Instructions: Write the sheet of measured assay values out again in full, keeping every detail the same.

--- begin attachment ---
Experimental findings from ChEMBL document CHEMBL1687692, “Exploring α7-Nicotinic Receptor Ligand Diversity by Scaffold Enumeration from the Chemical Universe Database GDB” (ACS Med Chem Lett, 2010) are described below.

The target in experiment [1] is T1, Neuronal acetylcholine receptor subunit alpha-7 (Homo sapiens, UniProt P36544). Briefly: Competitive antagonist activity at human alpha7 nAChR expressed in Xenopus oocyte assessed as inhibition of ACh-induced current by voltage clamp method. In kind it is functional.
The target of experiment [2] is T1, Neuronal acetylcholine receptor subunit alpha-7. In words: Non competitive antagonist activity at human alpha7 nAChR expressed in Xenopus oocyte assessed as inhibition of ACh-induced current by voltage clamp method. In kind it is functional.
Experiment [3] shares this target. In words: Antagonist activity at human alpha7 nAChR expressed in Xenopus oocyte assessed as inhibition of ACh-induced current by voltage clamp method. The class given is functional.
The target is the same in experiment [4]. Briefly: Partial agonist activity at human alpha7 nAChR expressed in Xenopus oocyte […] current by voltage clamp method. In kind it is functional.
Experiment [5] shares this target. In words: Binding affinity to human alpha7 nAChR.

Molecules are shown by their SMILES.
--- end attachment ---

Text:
Experimental findings from ChEMBL document CHEMBL1687692, “Exploring α7-Nicotinic Receptor Ligand Diversity by Scaffold Enumeration from the Chemical Universe Database GDB” (ACS Med Chem Lett, 2010) are described below.

The target in experiment [1] is T1, Neuronal acetylcholine receptor subunit alpha-7 (Homo sapiens, UniProt P36544). Briefly: Competitive antagonist activity at human alpha7 nAChR expressed in Xenopus oocyte assessed as inhibition of ACh-induced current by voltage clamp method. In kind it is functional.
The target of experiment [2] is T1, Neuronal acetylcholine receptor subunit alpha-7. In words: Non competitive antagonist activity at human alpha7 nAChR expressed in Xenopus oocyte assessed as inhibition of ACh-induced current by voltage clamp method. In kind it is functional.
Experiment [3] shares this target. In words: Antagonist activity at human alpha7 nAChR expressed in Xenopus oocyte assessed as inhibition of ACh-induced current by voltage clamp method. The class given is functional.
The target is the same in experiment [4]. Briefly: Partial agonist activity at human alpha7 nAChR expressed in Xenopus oocyte […] current by voltage clamp method. In kind it is functional.
Experiment [5] shares this target. In words: Binding affinity to human alpha7 nAChR.

Molecules are shown by their SMILES.